In Wave 14, businesses that had not permanently stopped trading were asked a series of questions about their workforce and homeworking.

Across all industries, of businesses not permanently stopped trading, 26% had more staff working from home as a result of the coronavirus (COVID-19) pandemic compared with 70% that did not have more staff working from home as a result of the coronavirus pandemic.

The information and communication industry and the water supply, sewerage, waste management and remediation activities industry had the highest percentages of businesses that had more staff working from home as a result of the coronavirus pandemic, at 55% and 48% respectively.

Conversely, the transportation and storage industry had the highest percentage of businesses that did not have more staff working from home, at 98%.

Across all industries, of businesses not permanently stopped trading and that reported more staff working from home:

  • 12% experienced an increase in productivity
  • 52% experienced no impact on productivity
  • 24% experienced a decrease in productivity

The manufacturing industry had the highest percentage of businesses experiencing a decrease in productivity because of having more staff working from home, at 46%. This was followed by the real estate activities industry and the professional, scientific and technical activities industry, at 39% and 34%, respectively.

Across all industries, of businesses not permanently stopped trading, 19% intended to use increased homeworking as a permanent business model going forward compared with 67% that did not intend to use increased homeworking as a permanent business model going forward.

Of businesses intending to use increased homeworking as a permanent business model going forward, 60% reported it was because of improved staff well-being, 55% reported it was because of reduced overheads, and 34% reported it was because of increased productivity.

Of businesses not intending to use increased homeworking as a permanent business model going forward, 66% reported it was because it was not suitable for their business and 10% reported it was because it had reduced communication.

Other effects on the workforce and industry breakdowns are available in the dataset in Section 12: Business Impact of Coronavirus (COVID-19) Survey data.

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9. Business resilience

For presentational purposes, in Figure 14 cash reserve categories between zero and three months have been combined. The breakdowns of these categories are available in the dataset in Section 12: Business Impact of Coronavirus (COVID-19) Survey data.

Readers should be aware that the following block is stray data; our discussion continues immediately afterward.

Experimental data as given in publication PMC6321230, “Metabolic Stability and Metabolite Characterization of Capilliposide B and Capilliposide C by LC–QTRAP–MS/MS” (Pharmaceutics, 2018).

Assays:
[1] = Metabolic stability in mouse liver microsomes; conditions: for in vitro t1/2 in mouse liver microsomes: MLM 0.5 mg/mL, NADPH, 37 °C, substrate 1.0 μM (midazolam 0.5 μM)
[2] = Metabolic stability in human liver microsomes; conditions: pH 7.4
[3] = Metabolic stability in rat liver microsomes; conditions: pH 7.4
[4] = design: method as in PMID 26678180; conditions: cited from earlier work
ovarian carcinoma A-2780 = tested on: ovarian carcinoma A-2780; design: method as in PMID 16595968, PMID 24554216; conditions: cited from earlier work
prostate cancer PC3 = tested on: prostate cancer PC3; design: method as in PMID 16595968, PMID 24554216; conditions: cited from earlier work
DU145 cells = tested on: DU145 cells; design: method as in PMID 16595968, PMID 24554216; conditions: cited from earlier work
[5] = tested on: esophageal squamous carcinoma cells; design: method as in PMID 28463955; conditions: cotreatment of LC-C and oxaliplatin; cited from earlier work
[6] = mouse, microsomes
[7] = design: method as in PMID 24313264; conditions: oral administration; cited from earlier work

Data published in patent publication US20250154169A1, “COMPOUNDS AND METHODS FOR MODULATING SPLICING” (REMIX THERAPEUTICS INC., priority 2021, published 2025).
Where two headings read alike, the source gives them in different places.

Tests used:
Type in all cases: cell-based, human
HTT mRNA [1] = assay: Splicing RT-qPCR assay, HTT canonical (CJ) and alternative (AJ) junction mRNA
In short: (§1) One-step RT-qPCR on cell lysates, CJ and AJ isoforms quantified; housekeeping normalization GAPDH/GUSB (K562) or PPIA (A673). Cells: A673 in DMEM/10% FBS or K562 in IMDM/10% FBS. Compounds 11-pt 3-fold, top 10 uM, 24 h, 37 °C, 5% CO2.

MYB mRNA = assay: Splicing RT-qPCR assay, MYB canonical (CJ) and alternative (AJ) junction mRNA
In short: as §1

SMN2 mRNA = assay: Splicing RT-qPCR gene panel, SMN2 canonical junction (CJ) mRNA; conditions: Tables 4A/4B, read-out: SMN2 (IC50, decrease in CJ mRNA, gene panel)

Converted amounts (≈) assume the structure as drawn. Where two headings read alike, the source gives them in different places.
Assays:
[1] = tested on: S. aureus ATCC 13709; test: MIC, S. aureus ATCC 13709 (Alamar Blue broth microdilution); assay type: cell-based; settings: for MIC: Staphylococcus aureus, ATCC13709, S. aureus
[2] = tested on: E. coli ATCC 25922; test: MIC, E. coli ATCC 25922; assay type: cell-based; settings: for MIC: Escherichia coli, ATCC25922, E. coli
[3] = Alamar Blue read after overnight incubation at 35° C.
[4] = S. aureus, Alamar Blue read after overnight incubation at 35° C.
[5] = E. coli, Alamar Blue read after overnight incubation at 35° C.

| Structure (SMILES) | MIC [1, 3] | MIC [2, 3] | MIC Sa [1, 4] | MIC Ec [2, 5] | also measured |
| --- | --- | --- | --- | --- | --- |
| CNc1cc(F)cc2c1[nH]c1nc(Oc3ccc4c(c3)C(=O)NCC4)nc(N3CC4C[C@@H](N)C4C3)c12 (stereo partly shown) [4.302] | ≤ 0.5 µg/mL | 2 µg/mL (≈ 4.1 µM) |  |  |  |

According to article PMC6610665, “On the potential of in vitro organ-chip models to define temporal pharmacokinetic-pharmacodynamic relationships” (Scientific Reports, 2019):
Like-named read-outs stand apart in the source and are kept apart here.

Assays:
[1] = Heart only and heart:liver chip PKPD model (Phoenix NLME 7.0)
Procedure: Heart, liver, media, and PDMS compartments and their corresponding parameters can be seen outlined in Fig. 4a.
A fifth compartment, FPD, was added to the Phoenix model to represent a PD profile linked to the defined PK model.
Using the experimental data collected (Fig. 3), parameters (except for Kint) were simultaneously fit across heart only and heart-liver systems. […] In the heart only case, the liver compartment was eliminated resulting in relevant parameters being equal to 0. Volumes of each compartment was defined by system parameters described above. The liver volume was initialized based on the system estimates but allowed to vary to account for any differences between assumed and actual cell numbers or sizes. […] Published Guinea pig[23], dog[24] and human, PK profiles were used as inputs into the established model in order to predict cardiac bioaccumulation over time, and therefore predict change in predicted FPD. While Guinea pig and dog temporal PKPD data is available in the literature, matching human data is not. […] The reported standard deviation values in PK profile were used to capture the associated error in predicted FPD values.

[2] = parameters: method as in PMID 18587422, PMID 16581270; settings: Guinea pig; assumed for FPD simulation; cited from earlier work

Across all industries, of businesses not permanently stopped trading:

  • 4% had no cash reserves
  • 24% had less than three months’ cash reserves
  • 17% had between four to six months’ cash reserves
  • 34% had more than six months’ cash reserves

The accommodation and food service activities industry had the highest percentage of businesses that had no cash reserves, at 6%.

Conversely, the information and communication industry and the education industry (private sector and higher education businesses only) had the highest percentages of businesses that had cash reserves to last more than six months, at 43% and 42% respectively.

Businesses were also asked in Wave 14 how much confidence they had that they would survive the next three months.

Across all industries, of businesses not permanently stopped trading:

  • 12% had low confidence that their business would survive the next three months
  • 36% had moderate confidence that their business would survive the next three months
  • 41% had high confidence that their business would survive the next three months

The water supply, sewerage, waste management and remediation activities industry and the accommodation and food service activities industry had the highest percentages of businesses that had low confidence their business would survive the next three months, at 37% and 25%, respectively.

Conversely, the real estate activities industry had the highest percentage of businesses that had high confidence their business would survive the next three months, at 85%.

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10. Site closures

In Wave 14, businesses that had not permanently stopped trading were asked if they intended to permanently close any of their business sites in the next three months.

Across all industries, of businesses not permanently stopped trading, 3% intended to permanently close business sites in the next three months and 85% did not intend to permanently close business sites in the next three months.

There were four industries where 5% of their businesses reported they intended to permanently close business sites in the next three months. These were the information and communication industry, the accommodation and food service activities industry, the education industry (private sector and higher education businesses only), and the human health and social work activities industry (private sector businesses only).

Of the businesses that indicated they intend to permanently close business sites in the next three months, 53% expected this to affect their business’ workforce through permanent redundancies; 35% expected the workforce to relocate; and 24% expected the workforce to move to remote working.

Other effects on the workforce and industry breakdowns are available in the dataset in Section 12: Business Impact of Coronavirus (COVID-19) Survey data.

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11. Government schemes